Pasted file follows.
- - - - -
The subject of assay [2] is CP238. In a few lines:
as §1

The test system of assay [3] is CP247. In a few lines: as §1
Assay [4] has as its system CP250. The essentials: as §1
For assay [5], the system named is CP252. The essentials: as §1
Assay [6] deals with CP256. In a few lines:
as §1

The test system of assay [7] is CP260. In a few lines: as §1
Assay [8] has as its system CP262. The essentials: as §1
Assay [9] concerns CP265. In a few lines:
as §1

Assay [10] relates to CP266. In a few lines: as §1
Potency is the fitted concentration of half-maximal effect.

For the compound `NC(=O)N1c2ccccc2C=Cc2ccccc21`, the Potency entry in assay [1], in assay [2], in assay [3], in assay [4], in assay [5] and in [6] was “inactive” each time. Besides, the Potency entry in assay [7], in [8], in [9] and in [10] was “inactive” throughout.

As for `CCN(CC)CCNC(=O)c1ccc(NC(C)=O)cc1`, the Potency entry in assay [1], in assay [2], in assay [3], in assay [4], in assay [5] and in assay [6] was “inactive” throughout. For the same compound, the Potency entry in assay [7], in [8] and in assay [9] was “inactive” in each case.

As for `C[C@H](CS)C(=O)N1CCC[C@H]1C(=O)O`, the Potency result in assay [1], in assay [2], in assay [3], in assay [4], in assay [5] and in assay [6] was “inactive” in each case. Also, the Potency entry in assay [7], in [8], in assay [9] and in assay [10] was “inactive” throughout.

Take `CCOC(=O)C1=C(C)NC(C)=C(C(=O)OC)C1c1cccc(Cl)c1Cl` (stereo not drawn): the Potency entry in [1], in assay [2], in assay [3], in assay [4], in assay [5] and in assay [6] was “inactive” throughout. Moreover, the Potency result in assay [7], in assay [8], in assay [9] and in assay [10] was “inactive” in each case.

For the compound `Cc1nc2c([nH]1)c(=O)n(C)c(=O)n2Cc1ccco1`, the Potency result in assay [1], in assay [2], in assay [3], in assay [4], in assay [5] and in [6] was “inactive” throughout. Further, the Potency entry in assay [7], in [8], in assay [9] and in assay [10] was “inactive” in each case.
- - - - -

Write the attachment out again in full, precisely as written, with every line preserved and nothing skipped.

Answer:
The subject of assay [2] is CP238. In a few lines:
as §1

The test system of assay [3] is CP247. In a few lines: as §1
Assay [4] has as its system CP250. The essentials: as §1
For assay [5], the system named is CP252. The essentials: as §1
Assay [6] deals with CP256. In a few lines:
as §1

The test system of assay [7] is CP260. In a few lines: as §1
Assay [8] has as its system CP262. The essentials: as §1
Assay [9] concerns CP265. In a few lines:
as §1

Assay [10] relates to CP266. In a few lines: as §1
Potency is the fitted concentration of half-maximal effect.

For the compound `NC(=O)N1c2ccccc2C=Cc2ccccc21`, the Potency entry in assay [1], in assay [2], in assay [3], in assay [4], in assay [5] and in [6] was “inactive” each time. Besides, the Potency entry in assay [7], in [8], in [9] and in [10] was “inactive” throughout.

As for `CCN(CC)CCNC(=O)c1ccc(NC(C)=O)cc1`, the Potency entry in assay [1], in assay [2], in assay [3], in assay [4], in assay [5] and in assay [6] was “inactive” throughout. For the same compound, the Potency entry in assay [7], in [8] and in assay [9] was “inactive” in each case.

As for `C[C@H](CS)C(=O)N1CCC[C@H]1C(=O)O`, the Potency result in assay [1], in assay [2], in assay [3], in assay [4], in assay [5] and in assay [6] was “inactive” in each case. Also, the Potency entry in assay [7], in [8], in assay [9] and in assay [10] was “inactive” throughout.

Take `CCOC(=O)C1=C(C)NC(C)=C(C(=O)OC)C1c1cccc(Cl)c1Cl` (stereo not drawn): the Potency entry in [1], in assay [2], in assay [3], in assay [4], in assay [5] and in assay [6] was “inactive” throughout. Moreover, the Potency result in assay [7], in assay [8], in assay [9] and in assay [10] was “inactive” in each case.

For the compound `Cc1nc2c([nH]1)c(=O)n(C)c(=O)n2Cc1ccco1`, the Potency result in assay [1], in assay [2], in assay [3], in assay [4], in assay [5] and in [6] was “inactive” throughout. Further, the Potency entry in assay [7], in [8], in assay [9] and in assay [10] was “inactive” in each case.